Let's Dish With Linda Lou

Sharing My Recipes, My Life, And The Food Tale Of Two Cities

Knowing Your Butcher

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I’ve been getting a few requests for #tips when you’re shopping for meat at your grocery store. I would first, and most important is, get to know your butcher and/or your fishmonger. Your butcher and fishmonger are there to provide a service, but let me tell you they can do so much more for you. Get to know them, I mean, like on a first name basis. They have great knowledge in their field and they love to help with any questions you may have. I’m always learning something new.

Let me give you some examples.
First, the butcher. Where I shop, you can watch the butchers working behind a glass backdrop at the meat counter. When they come out to restock, I always, make a point to stop and talk. They know me by name because I’m usually there every day.

The reason, I was taught if you have a well-stocked pantry along with the basic spices you rely on, you really need to shop for meat, poultry, or fish, and the fresh produce you’re going to need for that day.

I have a few pictures here of different cuts of meat.

Second, I learned a few things from my butcher over the years about how to prep certain cuts of meat. Which types of meat are better when they are marinated. What to look for with ground meats and how to properly handle poultry. They told me that if there was something I needed from them not to hesitate to ask. I took those words to heart.

If I see that a certain cut of meat is on sale, and I need it to be ground up, I know I can ask and it’s no problem. Sometimes ground meat may not be on sale, and chicken cutlets are expensive. Having built a relationship with my butcher, I can just pick the kind of meat I want and (s)he’ll prepare whatever I need. All I’m saying is, just because certain meats are packaged in a particular way doesn’t mean that your only option. Ask your butcher to customize the cut of meat you want into the style you need.

Below was a  boneless pork loin I had my butcher grind up for me.


Skin-On Boneless Chicken Breasts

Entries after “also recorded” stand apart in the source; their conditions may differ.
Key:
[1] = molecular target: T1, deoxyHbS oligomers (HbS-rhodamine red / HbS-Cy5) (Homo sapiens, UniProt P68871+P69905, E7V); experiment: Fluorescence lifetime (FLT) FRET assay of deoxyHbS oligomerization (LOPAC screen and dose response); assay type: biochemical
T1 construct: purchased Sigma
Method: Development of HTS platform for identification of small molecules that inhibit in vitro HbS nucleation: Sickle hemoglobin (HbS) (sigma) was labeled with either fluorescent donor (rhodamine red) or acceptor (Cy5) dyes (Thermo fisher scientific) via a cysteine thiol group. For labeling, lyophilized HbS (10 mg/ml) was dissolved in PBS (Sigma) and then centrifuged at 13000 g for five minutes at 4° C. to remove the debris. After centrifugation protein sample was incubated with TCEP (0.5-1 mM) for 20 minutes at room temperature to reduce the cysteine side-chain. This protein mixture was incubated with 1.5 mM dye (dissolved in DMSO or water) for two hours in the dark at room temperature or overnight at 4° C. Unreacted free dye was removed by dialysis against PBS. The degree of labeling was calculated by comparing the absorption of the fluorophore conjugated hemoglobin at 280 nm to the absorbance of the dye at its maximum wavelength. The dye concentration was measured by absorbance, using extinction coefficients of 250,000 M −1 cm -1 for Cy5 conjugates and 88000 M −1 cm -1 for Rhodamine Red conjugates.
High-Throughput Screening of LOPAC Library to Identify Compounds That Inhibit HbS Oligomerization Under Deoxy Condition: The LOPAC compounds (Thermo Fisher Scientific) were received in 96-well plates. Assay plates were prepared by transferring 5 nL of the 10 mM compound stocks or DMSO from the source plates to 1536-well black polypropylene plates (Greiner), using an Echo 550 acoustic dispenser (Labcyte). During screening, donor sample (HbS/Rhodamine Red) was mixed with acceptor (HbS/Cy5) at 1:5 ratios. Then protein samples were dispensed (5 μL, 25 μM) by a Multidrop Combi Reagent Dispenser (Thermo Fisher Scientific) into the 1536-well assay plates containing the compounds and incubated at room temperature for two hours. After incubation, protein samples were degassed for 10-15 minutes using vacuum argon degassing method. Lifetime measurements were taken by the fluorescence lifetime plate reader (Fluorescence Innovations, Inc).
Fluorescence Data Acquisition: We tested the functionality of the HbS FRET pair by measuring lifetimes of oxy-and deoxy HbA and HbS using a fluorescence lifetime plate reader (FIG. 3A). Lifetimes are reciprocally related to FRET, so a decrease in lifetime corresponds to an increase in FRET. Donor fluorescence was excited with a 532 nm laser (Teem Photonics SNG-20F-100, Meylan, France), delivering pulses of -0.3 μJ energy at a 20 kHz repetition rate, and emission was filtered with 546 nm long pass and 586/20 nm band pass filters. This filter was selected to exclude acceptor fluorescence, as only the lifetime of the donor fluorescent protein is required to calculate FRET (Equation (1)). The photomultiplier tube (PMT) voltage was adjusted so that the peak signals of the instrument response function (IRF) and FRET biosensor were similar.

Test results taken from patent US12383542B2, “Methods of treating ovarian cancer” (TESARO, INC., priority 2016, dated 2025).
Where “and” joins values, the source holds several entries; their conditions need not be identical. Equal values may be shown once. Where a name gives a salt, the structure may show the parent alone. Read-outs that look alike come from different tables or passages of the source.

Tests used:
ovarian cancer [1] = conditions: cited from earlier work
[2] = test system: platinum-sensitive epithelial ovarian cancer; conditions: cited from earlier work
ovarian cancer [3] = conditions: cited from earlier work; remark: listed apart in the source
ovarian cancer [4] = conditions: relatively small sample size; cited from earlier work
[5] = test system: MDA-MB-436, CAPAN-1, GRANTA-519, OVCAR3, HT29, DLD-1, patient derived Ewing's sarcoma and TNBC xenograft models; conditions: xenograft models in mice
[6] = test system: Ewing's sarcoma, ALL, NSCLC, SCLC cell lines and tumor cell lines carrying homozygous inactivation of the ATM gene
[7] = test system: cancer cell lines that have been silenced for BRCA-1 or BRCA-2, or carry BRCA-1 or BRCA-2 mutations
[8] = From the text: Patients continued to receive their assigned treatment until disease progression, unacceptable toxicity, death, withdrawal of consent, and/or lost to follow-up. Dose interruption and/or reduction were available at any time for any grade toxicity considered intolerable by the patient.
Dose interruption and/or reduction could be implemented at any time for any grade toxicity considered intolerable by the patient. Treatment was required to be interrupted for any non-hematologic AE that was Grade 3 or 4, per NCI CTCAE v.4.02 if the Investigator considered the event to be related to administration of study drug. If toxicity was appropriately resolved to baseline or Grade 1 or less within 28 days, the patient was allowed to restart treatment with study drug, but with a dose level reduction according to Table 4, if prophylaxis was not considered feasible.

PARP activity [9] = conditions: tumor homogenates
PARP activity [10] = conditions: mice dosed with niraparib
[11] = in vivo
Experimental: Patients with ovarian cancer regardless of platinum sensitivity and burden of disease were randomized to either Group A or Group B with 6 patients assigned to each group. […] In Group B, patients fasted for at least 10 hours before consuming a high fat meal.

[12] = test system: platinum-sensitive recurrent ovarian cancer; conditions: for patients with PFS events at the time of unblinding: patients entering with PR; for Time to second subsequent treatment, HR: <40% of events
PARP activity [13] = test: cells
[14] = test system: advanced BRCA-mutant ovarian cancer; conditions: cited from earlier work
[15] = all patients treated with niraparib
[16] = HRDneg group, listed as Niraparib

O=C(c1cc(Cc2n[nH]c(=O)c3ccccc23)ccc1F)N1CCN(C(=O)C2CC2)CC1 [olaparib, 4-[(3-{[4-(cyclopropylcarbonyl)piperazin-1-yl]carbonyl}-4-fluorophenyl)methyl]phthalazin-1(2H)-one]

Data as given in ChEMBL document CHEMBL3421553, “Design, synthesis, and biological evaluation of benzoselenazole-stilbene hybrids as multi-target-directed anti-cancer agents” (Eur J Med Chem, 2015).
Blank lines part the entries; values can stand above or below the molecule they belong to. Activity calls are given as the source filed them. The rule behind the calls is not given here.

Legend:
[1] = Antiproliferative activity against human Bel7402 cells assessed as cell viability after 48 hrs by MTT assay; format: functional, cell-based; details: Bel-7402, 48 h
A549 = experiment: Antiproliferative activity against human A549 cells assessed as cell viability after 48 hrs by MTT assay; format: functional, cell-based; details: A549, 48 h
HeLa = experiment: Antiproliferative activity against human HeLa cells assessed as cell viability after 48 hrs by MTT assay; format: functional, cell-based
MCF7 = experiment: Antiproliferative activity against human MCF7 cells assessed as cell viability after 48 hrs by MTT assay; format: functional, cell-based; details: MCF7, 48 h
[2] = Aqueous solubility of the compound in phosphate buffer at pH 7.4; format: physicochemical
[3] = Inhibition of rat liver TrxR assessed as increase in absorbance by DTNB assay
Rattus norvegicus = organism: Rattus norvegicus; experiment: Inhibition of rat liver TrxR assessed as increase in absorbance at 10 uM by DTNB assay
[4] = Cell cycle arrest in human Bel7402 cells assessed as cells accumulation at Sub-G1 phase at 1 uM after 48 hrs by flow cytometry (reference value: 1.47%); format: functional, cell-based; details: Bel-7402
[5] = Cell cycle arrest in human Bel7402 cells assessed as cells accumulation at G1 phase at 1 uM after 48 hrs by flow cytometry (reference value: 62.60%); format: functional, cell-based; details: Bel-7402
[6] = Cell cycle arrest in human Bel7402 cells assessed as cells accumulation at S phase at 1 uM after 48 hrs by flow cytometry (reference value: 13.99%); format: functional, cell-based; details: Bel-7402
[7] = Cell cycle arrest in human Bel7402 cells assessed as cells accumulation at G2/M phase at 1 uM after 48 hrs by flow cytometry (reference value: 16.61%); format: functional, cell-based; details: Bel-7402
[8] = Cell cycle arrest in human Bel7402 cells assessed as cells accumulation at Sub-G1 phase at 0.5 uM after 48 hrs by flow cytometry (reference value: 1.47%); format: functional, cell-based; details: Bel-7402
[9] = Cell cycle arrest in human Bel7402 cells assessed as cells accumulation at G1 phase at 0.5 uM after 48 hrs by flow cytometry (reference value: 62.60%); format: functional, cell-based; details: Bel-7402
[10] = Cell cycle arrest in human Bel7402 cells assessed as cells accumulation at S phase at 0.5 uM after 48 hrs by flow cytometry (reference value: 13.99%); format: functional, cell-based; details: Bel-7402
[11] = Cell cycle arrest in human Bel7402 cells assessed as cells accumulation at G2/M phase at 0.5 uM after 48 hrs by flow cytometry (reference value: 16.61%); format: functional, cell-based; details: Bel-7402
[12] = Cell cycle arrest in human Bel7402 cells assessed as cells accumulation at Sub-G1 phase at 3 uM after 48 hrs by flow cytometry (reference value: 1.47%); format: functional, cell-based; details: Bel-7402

For example, your recipe may call for chicken breasts that are boneless but you need the skin to remain intact. What about a recipe that calls for chicken cutlets.

Boneless chicken breasts are less expensive per-pound than chicken cutlets. I believe it’s because chicken has already been thinly sliced and you’re paying for that convenience. Stop and talk to your butcher, ask him or her, if they wouldn’t mind slicing a package of chicken breasts into cutlets. I’m sure they’d be glad to do it for you. Saving a few dollars here and there really helps.

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Third, Fishmongers are also very knowledgeable in their field. They can tell you what to look for in fish, or shellfish and the proper preparation of the different varieties.

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Whenever possible, go to your local farmer’s market to purchase your product. Support your local farmers and buy what’s in season. Believe me, when I tell you, it will make a big difference in your finished recipe.

Finally, when buying spices, try to buy them whole. The shelf life is much longer. Keep them in a cool, dry, dark place. Spices that you use regularly, of course, buy those ground if you don’t want to do that yourself.

Another #tip I learned is to keep all your nuts in a tightly sealed container, in the freezer, for longer shelf life. Also, keep a dried bay leaf in any type of flour containers, it seems to keep unwanted pests away.

Well, I hope this post helped to answer a few of those questions people have asked me over the years. Keep those questions coming and I’ll try my best to answer as many as I can.

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Boulevard, San Francisco

2013-03-05 47491_12 47491_13 47491_14 47491_16 AHI TUNA TARTARE_Ginger & Cucumber_Seaweed Salad with Yuzu Vinaigrette_Crispy Nori Chips, Siracha Aioli Boulevard DSC03368 DSC03371 IMG_6487 IMG_7433 Local Petrale Sole, Celery Root and Fennel Gratin, Red Finrgerling Potatoes, Hazelnut brown butter and lemon, peppercress


In 1993, Boulevard opened in San Francisco and has become one of the most recognized restaurants in the United States. Nancy Oaks partnered with designer Pat Kuleto, have set out to create a timeless Bella Epoque inspired design along with chef Nancy’s expression of American regional flavors with French-influenced style.  Boulevard, a culinary landmark, located in San Francisco’s Embarcadero waterfront, has without question, made its mark in the culinary world. For more on Boulevard, San Francisco. visit their website at

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La Note Restaurant Provencal


Another great find thanks to Melissa is La Note. Located in downtown Berkeley, CA. a traditional bistro with breakfast and lunch fare along with rustic Provencal dinners in a quaint atmosphere. Just from the pictures, Melissa just sent to me, I can tell you I’ve already fallen in love with this place. On my next visit to see my daughter, I will be dining here. Here’s a few more pics of Melissa’s visit to La Note.



Cinnamon brioche with lavender honey.



Lea Ouffs Lucas scrambled eggs with goat cheese and chives alongside roasted tomatoes. This dish looks amazing!


Creme fraiche pancakes. Another winner!


Melissa’s “crushing it” as usual. Her taste in food and unique places to visit in the Bay Area. For more information go to their website at










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